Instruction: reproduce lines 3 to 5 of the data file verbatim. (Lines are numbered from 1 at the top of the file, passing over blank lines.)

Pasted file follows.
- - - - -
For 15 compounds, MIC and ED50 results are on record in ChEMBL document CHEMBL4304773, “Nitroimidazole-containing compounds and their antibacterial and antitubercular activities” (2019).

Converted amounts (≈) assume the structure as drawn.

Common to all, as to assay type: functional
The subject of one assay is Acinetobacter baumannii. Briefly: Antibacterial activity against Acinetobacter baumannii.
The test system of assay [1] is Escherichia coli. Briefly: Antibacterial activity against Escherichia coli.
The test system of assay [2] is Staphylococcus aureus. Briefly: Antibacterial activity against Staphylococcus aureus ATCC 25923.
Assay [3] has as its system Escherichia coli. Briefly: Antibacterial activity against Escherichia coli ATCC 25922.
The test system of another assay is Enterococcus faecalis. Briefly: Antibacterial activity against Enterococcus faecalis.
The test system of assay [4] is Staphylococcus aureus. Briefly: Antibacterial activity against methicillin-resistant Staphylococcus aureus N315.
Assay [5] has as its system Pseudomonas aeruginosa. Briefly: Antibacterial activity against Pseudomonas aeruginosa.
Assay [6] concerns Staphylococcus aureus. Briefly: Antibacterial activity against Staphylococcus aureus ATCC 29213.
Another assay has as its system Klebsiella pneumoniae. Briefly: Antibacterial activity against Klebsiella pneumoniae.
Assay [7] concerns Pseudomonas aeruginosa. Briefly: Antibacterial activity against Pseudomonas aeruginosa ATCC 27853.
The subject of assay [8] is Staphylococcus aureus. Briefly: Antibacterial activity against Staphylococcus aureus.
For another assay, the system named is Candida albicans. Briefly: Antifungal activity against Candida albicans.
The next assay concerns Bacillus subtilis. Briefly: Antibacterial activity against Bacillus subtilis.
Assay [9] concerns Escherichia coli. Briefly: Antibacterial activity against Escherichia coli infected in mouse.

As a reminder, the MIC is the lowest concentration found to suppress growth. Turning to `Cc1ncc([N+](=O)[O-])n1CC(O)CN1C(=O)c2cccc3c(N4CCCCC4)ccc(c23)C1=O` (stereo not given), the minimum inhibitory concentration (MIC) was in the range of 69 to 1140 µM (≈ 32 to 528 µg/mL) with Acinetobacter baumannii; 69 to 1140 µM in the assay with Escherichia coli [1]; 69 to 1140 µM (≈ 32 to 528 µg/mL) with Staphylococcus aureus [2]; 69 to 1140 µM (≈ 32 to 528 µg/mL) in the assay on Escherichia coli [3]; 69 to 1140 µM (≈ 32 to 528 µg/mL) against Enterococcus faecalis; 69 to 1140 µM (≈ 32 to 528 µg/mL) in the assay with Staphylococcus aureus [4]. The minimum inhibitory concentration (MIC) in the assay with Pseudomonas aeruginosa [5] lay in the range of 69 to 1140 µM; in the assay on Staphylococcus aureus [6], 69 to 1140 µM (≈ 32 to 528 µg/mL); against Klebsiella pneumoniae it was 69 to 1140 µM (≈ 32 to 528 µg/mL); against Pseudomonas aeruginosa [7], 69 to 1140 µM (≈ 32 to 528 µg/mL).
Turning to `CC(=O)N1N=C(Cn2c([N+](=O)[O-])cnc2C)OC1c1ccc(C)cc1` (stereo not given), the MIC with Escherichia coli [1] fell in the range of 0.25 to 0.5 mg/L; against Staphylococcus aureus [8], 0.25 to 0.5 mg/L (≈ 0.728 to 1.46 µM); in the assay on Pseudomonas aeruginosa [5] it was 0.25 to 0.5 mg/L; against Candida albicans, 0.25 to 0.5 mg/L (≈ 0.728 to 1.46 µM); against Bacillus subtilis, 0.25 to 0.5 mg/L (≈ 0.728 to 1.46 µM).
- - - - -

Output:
Common to all, as to assay type: functional
The subject of one assay is Acinetobacter baumannii. Briefly: Antibacterial activity against Acinetobacter baumannii.
The test system of assay [1] is Escherichia coli. Briefly: Antibacterial activity against Escherichia coli.